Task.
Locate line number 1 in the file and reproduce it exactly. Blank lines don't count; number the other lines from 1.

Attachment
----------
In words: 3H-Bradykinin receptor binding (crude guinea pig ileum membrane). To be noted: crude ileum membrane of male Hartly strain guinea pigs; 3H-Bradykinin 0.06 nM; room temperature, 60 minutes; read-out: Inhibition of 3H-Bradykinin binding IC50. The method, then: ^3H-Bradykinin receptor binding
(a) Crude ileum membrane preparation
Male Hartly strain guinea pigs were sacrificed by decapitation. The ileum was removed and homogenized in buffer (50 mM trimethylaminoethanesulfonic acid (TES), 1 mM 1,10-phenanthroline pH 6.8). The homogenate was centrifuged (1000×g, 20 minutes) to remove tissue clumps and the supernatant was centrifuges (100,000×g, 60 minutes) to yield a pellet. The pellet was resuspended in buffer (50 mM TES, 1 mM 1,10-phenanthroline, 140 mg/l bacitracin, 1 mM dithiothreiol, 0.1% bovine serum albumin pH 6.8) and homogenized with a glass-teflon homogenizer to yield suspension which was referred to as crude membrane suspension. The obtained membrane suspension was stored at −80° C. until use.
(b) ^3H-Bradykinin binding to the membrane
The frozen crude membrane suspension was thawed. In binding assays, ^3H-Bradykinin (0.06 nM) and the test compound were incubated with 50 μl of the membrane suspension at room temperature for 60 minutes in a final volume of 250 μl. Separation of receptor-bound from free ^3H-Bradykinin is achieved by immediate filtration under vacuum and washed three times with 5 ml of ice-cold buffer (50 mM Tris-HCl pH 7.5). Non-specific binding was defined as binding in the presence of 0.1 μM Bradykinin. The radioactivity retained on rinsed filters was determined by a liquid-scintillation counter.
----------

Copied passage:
In words: 3H-Bradykinin receptor binding (crude guinea pig ileum membrane). To be noted: crude ileum membrane of male Hartly strain guinea pigs; 3H-Bradykinin 0.06 nM; room temperature, 60 minutes; read-out: Inhibition of 3H-Bradykinin binding IC50. The method, then: ^3H-Bradykinin receptor binding